Time to Escalate U.S. Leadership on Covid-19 and Beyond
July 21, 2021
Nearly 20 months into the Covid-19 pandemic, several profound, urgent developments have altered the world’s understanding of the pandemic and the strategic threat it poses. These developments argue strongly in favor of the United States dramatically elevating its leadership on global health security to meet U.S. national interests while promoting global stability and health. The preamble below summarizes how the world has changed—at home and abroad. Following that are detailed recommendations from the CSIS Commission on Strengthening America’s Health Security to the Biden administration and Congress.
#1. A dangerous, uncertain, and—if the United States does not act in time—hugely costly phase of the pandemic has arrived that fundamentally changes the calculations made by the United States and others.
Variants: The SARS-CoV-2 virus—and now dangerous, proliferating variants—outstrip the efforts so far to bring the pandemic under control. The Delta variant, which now dominates transmission in the United States, has already shocked much of South Asia, South America, and Africa. It calls into question how much confidence there is in different vaccines and their coverage, as well as what forms of booster shots will be needed, and when. It also raises the specter of additional, ever more dangerous variants emerging from within large populations where there is uncontrolled transmission. This urgent new phase requires a truly global approach, new strategies, and investment at high levels over longer periods, with greater speed and effectiveness, both at home and abroad. It has become clear that variants pose a great risk for which the United States and the world must prepare.
An Embattled World Divided: The world has become bifurcated. A few well-endowed states have made significant progress in controlling the virus through vaccination, though coverage rates still fall short of what is required, and there is widespread nervousness in the face of variants, hesitancy, and refusal. In stark contrast are the low- and middle-income countries (LMICs) and regions battling uncontrolled, destructive surges that are overwhelming medical systems, threatening even those highly competent Asian states that coped quite well early in the pandemic.
A Stark Geopolitical Fault Line—Vaccine Inequity: The world is now visibly divided into haves and have-nots. Disparities in access to vaccines and other essential tools are widening amid the variant-stoked acceleration of outbreaks in India and Brazil that have seeded outbreaks within nearby states. This trend is generating desperation, unconscionable suffering and death, and deepening anger and resentment toward the most wealthy and powerful states. High-income countries are visibly pitted against LMICs in the scramble for vaccine doses. Even while there were high hopes that COVAX could bridge these inequities, these efforts are presently falling woefully short of credible solutions. The recent commitments made by the G7, while welcome, will be insufficient to bridge the gap in 2021.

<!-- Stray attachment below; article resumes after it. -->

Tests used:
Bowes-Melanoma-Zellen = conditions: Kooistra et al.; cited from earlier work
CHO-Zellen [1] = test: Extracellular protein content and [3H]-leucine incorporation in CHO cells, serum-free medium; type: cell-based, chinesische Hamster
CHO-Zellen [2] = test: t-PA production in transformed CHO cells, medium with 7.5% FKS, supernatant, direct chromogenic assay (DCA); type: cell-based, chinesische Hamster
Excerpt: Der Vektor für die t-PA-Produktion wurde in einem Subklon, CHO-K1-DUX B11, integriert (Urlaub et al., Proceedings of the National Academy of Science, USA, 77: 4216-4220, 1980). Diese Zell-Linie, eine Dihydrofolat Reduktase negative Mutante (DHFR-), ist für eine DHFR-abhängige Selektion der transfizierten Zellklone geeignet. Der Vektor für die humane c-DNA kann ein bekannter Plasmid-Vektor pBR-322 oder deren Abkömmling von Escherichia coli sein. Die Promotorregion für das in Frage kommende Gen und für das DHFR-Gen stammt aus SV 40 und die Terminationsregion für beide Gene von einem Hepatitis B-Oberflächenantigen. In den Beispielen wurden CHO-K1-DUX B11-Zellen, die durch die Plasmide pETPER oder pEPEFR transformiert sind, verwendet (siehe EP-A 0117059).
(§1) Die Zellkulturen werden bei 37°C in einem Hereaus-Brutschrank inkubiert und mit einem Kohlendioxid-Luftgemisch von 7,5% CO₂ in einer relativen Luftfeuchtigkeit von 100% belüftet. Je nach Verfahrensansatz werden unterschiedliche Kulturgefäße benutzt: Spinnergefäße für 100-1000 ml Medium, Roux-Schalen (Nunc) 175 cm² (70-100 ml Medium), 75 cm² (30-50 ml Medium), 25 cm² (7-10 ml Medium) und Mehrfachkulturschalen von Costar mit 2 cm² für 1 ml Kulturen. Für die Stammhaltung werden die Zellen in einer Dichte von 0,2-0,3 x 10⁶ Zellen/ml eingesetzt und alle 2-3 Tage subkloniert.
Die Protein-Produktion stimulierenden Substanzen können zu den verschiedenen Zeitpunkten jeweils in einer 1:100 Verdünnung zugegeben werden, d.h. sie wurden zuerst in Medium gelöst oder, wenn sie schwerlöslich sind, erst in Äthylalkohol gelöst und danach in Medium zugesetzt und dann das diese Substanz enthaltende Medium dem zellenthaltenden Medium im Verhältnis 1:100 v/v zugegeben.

Lack of Country Readiness: Manufacturing capacity continues to ramp up, but supply remains constrained, and it is unclear when there will be enough doses for the world’s adult population. At the same time, many countries lack the financing, delivery capacity, and operational resources to support large-scale vaccination of their populations. Efforts are underway to address these human and financial capacity issues, but greater and more rapid distribution of aid is needed to ensure that LMICs are ready to deliver vaccine doses when they finally become available. Several risks are on the horizon, including from doses that may go unused or spoil. Countries will face reports of adverse effects, popular hesitancy and refusal to accept vaccines, and widespread disinformation. Some countries could end up stuck with low vaccine coverage for extended periods.
A New Timeline: The battle against Covid-19 will be a long war—against a virus that is becoming endemic. For much of the world, that fight will stretch into 2023, 2024, and likely beyond.
Sticker Shock: There is growing recognition by world leaders that addressing the immediate, multiple crises caused by this pandemic will require enormous investments in the next 18 months. In a May 31 op-ed in the Washington Post, the leaders of the World Bank, International Monetary Fund (IMF), World Health Organization (WHO), and World Trade Organization (WTO) argued that the price tag is no less than $50 billion. Other estimates are as high as $75 billion. That is separate from consideration of what sort of international global health security pandemic financing mechanism is required to support LMICs, over many years, in building pandemic preparedness capacities. Depending on the scope of proposals, estimates run from $10–30 billion per year.
Virus Origin Debates and the U.S.-China Collision: The raging controversy surrounding the origin of the SARS-CoV-2 virus continues to fuel the toxic clash between China and the United States. The United States has been joined with many other states outraged by China’s obstruction and eager to determine if the virus emerged from a natural zoonotic spillover from animal species to humans or, alternatively, from a lab accident in Wuhan. The controversy has also raised awareness of humankind’s increasing power to manipulate pathogens to outstrip those created by nature, research practices (e.g., gain of function research) which have proliferated globally, often unregulated. There is continued pressure to have an independent and effective investigation of the origin, led by the WHO. As the focus on the origin intensifies, there will be increased scrutiny of U.S. and other scientific partnerships with Chinese institutions by the media, Congress, the National Institutes of Health, and others. The risk is that legitimate American scientific research will become politicized, much the same way that masks, tests, and vaccines have become politicized in the United States.